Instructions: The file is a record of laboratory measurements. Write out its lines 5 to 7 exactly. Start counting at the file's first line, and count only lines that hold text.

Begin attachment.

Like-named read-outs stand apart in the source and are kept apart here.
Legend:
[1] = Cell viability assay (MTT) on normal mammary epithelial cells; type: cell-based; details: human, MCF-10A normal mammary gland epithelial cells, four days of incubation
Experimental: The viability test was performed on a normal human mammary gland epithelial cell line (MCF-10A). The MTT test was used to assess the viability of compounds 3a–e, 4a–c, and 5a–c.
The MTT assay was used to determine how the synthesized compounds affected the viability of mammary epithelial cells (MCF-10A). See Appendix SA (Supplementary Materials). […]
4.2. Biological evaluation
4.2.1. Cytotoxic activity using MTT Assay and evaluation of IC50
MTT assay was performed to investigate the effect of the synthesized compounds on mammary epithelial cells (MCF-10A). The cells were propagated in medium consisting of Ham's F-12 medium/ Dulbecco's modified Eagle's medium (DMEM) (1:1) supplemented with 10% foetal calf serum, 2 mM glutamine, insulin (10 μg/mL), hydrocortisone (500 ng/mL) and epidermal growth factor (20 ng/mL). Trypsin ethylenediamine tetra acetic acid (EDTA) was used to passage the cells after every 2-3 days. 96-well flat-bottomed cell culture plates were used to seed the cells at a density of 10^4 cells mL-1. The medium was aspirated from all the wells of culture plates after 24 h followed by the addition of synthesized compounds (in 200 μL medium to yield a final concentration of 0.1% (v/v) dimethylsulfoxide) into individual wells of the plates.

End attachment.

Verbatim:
The MTT assay was used to determine how the synthesized compounds affected the viability of mammary epithelial cells (MCF-10A). See Appendix SA (Supplementary Materials). […]
4.2. Biological evaluation
4.2.1. Cytotoxic activity using MTT Assay and evaluation of IC50